Posted in WBI Education, WBI Surveys & Studies | No Archived Comments | Post A Comment (
Wednesday, April 30th, 2014
This video teaches the people closest to bullied targets what their loved one is going through, that there is little you can do by yourself to stop it, why the assaults consume and contaminate quality time with family, what behaviors to expect from you as time passes with no resolution, and the best things they can do for themselves and for you to approach normalcy again.
Tags: bullied targets, For family and friends, Gary Namie, health impact, WBI, webinar, workplace bullying
Posted in Tutorials About Bullying, WBI Education, Webinars | No Archived Comments | Post A Comment (
Tuesday, March 18th, 2014
By Gina Logue, Post Columnist
March 16, 2014
It has become a truism of this recession that workers who are stuck in jobs where they are not paid enough, mistreated, overworked or just plain bored have few options in today’s tight job market.
If people have had it up to their chins with all the crap dished out on them at work, they might be in a financial position to retire earlier or live in a house with only one working spouse if Obamacare can handle their health insurance needs. They might even be in a position to find a better job, or, at least, to take more time trying to find one.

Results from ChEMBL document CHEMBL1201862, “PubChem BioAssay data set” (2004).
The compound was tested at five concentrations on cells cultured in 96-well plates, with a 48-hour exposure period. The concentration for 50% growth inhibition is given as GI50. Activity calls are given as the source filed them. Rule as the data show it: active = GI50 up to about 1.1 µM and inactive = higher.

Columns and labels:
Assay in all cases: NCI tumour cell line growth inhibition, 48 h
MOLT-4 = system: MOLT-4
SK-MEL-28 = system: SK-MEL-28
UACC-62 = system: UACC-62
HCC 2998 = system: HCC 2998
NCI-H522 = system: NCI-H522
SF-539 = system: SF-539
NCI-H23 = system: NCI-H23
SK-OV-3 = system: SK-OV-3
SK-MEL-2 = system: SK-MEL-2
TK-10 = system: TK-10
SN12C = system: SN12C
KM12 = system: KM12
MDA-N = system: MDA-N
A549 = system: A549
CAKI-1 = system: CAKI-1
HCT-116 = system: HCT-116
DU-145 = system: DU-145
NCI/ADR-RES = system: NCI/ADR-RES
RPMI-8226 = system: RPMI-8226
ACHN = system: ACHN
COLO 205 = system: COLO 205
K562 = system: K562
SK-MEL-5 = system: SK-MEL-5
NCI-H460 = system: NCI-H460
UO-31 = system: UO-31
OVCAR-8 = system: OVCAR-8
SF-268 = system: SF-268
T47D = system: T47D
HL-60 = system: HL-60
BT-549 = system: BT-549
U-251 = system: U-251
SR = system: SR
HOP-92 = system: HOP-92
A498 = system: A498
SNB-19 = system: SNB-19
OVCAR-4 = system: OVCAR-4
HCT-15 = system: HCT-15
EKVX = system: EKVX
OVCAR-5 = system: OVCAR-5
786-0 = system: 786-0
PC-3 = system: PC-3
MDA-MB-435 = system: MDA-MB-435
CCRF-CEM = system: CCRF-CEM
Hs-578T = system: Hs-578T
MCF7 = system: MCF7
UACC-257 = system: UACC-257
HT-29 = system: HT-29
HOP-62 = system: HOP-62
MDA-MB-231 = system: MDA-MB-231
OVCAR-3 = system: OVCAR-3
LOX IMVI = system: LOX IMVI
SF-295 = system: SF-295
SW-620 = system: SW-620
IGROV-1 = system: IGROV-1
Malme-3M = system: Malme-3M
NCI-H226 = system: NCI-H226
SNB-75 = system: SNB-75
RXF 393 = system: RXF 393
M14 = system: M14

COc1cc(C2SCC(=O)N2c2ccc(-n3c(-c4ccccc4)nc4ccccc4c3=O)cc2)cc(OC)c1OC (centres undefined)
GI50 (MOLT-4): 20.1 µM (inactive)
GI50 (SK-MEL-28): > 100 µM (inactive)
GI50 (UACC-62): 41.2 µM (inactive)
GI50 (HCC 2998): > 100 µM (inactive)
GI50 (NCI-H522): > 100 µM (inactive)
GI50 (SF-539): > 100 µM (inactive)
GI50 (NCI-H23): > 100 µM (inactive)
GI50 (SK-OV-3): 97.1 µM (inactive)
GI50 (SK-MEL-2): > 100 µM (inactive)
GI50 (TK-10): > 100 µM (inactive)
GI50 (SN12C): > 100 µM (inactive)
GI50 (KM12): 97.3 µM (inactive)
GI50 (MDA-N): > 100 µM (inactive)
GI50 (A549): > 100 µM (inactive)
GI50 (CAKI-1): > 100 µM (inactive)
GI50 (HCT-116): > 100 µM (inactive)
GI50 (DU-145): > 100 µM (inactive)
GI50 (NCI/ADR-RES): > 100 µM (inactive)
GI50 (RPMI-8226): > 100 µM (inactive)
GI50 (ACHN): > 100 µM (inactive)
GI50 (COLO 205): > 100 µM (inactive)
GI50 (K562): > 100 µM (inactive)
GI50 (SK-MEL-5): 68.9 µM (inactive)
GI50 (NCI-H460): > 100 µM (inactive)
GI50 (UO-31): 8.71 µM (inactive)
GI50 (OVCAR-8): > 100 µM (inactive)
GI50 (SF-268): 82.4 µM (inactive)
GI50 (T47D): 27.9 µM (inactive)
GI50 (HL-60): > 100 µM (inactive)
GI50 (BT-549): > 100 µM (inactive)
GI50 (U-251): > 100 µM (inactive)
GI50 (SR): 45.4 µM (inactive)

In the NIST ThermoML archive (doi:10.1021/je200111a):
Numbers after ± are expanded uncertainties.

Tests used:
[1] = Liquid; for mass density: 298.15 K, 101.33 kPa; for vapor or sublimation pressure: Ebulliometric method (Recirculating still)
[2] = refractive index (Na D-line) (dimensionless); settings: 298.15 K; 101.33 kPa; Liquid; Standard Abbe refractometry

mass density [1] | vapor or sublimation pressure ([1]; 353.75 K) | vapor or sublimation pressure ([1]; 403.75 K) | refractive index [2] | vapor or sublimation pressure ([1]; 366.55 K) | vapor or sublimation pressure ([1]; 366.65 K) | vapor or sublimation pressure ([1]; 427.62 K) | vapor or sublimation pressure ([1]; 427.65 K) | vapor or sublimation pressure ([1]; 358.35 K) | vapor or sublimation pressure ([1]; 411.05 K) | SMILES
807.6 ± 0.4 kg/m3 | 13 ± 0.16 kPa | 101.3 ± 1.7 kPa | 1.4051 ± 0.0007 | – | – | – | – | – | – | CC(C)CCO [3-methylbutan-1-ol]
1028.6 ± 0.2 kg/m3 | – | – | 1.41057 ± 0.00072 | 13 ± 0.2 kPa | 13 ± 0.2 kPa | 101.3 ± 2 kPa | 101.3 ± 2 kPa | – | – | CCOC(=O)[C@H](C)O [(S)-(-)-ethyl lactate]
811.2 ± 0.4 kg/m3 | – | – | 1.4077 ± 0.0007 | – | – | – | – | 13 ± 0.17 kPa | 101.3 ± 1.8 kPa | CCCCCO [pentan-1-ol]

Thursday, January 2nd, 2014
Please contribute to the WBI Indiegogo campaign to fund our national 2014 U.S. Workplace Bullying Survey.
Give a voice to the millions of bullied targets and invigorate the campaign to end workplace bullying with your gift.
On Jan. 6, we hit 140% of our goal!!!!
Campaign ends on Jan. 12.
Can you help with a donation as low as $5 to make a difference? Perks available for donations of at least $50.
Monday, August 12th, 2013
On Thursday Aug. 8, Dr. Gary Namie, Director, Workplace Bullying Institute was interviewed by Mike Smyth, guest host for the Bill Good show, CKNW-AM, Vancouver, BC. Here is the audio of the half-hour show.
Tags: Bill Good, CKNW, Gary Namie, Mike Smyth, radio, Vancouver, WBI, workplace bullying